Special Education

Philadelphia Approves Scaled-Back $10 Million Special Education Program

By Christina A. Samuels — July 06, 2017 1 min read
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After special-education advocates criticized Philadelphia’s plan to create a $54 million separate program for students with disabilities, the city’s school reform commission voted unanimously Thursday to approve a $10 million contract to start a school that will serve 100 special education students.

Kristen Graham with the Philadelphia Inquirer reported that the commission’s original plan was to create a program for 600 special education students who are now being educated in private schools. Opponents said that the commission was creating a segregated school, and that the money would be better spent on helping children integrate into less-restrictive settings.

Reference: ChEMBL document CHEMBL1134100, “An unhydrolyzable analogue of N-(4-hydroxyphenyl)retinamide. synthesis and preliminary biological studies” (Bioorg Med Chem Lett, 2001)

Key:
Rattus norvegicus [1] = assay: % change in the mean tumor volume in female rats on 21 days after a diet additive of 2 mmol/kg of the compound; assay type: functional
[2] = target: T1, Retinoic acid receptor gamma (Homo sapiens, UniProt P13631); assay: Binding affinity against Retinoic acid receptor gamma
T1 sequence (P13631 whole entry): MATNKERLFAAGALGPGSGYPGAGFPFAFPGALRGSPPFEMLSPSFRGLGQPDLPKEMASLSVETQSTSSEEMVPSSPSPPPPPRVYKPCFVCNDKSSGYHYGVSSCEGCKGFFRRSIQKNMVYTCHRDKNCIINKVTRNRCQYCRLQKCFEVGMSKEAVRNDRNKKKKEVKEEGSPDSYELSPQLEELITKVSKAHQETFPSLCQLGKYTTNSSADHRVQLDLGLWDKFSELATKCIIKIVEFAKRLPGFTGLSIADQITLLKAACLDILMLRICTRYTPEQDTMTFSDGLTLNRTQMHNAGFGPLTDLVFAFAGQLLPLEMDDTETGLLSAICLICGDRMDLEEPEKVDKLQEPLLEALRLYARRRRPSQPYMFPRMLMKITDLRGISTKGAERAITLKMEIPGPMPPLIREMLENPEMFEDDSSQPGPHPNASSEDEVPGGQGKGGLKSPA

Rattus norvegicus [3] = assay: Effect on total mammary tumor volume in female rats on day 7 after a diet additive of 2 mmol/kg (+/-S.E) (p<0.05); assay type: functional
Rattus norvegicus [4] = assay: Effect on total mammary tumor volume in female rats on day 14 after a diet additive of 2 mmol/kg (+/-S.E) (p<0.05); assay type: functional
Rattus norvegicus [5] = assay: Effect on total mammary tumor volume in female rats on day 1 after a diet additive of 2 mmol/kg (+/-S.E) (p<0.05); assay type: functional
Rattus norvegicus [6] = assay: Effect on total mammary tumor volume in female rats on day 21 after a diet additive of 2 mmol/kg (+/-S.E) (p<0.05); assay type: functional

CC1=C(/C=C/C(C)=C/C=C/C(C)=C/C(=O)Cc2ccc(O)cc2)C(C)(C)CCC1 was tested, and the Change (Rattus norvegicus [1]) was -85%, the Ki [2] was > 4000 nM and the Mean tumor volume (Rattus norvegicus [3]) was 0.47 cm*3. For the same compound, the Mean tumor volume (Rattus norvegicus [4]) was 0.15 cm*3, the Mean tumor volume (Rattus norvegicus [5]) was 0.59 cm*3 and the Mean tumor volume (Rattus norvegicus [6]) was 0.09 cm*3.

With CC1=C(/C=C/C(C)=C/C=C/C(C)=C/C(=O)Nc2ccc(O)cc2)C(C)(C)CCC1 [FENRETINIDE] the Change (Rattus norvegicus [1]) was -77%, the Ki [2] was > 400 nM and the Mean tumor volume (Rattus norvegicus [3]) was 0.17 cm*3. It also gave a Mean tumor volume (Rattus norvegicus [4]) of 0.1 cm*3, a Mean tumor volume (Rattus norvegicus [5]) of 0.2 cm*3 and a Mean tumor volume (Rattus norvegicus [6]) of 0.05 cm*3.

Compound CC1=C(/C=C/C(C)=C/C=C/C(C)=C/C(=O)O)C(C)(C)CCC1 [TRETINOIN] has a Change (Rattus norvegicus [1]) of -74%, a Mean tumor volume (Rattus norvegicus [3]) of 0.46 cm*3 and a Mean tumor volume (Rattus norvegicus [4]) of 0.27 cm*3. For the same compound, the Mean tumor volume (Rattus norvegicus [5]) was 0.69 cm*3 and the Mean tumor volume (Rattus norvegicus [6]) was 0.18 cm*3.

The commission, on the other hand, said that the new program was needed to get students out of restrictive settings such as Wordsworth Academy, a private provider for children with emotional and behavioral disturbances. David Hess, a 17-year-old from Lebanon, Pa., died at a Wordsworth residential treatment facility in 2016 after he was restrained and punched by staffers. The facility has since closed and Wordsworth Academy has filed for bankruptcy.

The new program will be run by Catapult Learning, with the goal of transitioning the program to school district staff, the Inquirer reported.


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A version of this news article first appeared in the On Special Education blog.